A mineral identical in composition with calcite or carbonate of lime, but differing from it in its crystalline form and some of its physical characters.
A crystalline form of calcite.
(a-rag'-o-nite) An orthorhombic mineral with the same composition as calcite (CaCO3), but stable at higher pressures. It occurs in hot-spring deposits, in coral reefs, in the nacre of pearls, and in the shells of some molluscs and brachiopods formed at or near atmospheric pressure.
An orthorhombic crystal form of calcium carbonate, typically occurring as many small acicular needles (see anthodite). Calcite (qv) is the more common crystal form of calcium carbonate.
This composes the calcium carbonate skeletons of reef coral and some shells.
A mineral with the same chemical composition as calcite (i.e., calcium carbonate) but with a different crystalline structure. Aragonite is metastable with respect to calcite. In other words, aragonite tends to convert to calcite over time. This conversion tends to destroy fossils that formed originally from aragonite.
Calcium Carbonate. The substance that makes up the calcium carbonate skeletons of reef coral and some shells.
A form of calcium carbonate which constitutes the shells of corals and other marine creatures. Crushed Aragonite sand is sometimes used as a Substrate when it is desired to raise the pH/Hardness of the tank water above its natural level, e.g. for African Lake Cichlids.
Rare crystalline form of calcium carbonate
A crystalline form of calcium carbonate.
a mineral form of crystalline calcium carbonate; dimorphic with calcite
A polymorph of calcite, with no cleavage and higher specific gravity. It is less stable than calcite, so fossils that were originally of aragonite may have converted to calcite, or undergone replacement by some other mineral. (Present-day mollusc shells are composed of aragonite crystals)
a translucent white mineral found in calcium carbonate.
A form of calcium carbonate, which constitutes a large portion of the pearl.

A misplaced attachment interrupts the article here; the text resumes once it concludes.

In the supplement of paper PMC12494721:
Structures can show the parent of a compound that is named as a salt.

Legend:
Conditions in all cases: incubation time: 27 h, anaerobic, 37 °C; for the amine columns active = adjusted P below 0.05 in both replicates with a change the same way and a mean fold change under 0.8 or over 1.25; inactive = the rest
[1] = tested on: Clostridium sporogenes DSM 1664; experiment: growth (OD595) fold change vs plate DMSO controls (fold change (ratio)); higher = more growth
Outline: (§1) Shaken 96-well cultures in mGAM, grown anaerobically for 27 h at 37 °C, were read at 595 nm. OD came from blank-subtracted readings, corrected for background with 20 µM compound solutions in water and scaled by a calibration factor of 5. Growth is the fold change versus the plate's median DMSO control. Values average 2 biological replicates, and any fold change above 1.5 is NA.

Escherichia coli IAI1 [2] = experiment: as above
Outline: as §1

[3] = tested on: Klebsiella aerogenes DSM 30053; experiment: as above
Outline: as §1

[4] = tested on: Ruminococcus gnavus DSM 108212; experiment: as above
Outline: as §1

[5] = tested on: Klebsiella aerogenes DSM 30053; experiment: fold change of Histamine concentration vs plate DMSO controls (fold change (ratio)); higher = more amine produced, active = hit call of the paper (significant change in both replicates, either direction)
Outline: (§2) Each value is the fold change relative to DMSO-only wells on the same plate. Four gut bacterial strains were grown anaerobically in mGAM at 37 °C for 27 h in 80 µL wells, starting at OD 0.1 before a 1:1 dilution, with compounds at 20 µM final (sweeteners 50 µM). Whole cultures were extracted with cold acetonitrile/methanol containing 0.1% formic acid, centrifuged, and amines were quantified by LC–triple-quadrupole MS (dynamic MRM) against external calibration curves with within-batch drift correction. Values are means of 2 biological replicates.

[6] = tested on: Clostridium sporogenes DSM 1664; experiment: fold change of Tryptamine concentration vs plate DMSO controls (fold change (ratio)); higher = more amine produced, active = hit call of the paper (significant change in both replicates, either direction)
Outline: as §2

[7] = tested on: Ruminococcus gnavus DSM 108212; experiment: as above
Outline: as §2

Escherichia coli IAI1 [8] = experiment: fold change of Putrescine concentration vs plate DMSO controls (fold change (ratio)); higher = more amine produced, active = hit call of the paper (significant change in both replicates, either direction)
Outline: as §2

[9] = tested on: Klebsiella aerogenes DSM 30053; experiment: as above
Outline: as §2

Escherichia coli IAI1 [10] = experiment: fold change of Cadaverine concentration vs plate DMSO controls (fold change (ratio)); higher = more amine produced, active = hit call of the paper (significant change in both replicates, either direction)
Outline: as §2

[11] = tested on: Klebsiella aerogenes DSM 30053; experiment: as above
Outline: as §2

a mineral consisting of CaCO3. Aragonite is less stable than calcite under pressures at the surface of the Earth. Calcite precipitation is often inhibited, however, and both modern and ancient seawater are supersaturated with respect to calcite. With high enough supersaturations, aragonite can also precipitate. Aragonite is common in many modern carbonate sediments.
A orthorhombic form of calcium carbonate (CaCO3), less stable than the rhombohedral form ( calcite).
The substance that makes up coral skeletons and coral sand, as well as some shells. It's a form of CaCO3.
Aragonite - The orthorhombic form of calcium carbonate that crystallizes at near-surface temperatures from about 80 to 100 degrees Fahrenheit (25-35 degrees Celsius).
Calcium Carbonate in eight faced crystalline form
Aragonite is a mineral that is rarely used for jewelry. It is transparent to translucent and can range in color from honey-colored to pale reds, blues and greens to clear or white. It forms hexagonal crystals, pyramidal crystals, chisel shaped crystals, and other shapes. Aragonite has a hardness of 3.5-4 (relatively soft) and a specific gravity of 2.9 g/cm3.(average). Its chemical composition is CaCO3 (it is a form of Calcium Carbonate). Aragonite is named for Aragon, Spain, where it was first found in 1790. Aragonite is also found in many other European, North African, and some North American locations.
calcium-containing mineral usually found in the form of rock, gravel, or sand.
A form of calcium carbonate that appears in pearls.
polymorph of calcite. Produced by many organisms as a shell, test or other hard part. Unstable at the Earth's surface and is very rare in ancient sediments.
Aragonite is a form of calcium carbonate, (like coral or marble), named for Aragon, Spain, where it was first found in 1790. It is transparent to translucent and can range in color from honey-colored to pale reds, blues and greens to clear or white. It forms hexagonal crystals, pyramidal crystals, chisel shaped crystals, and other shapes. It is not often used for jewelry.
Aragonite is a carbonate mineral. It and the mineral calcite are the two common, naturally occurring polymorphs of calcium carbonate, CaCO3. The crystal lattice of aragonite differs from that of calcite, resulting in a different crystal shape, an orthorhombic system with acicular crystals.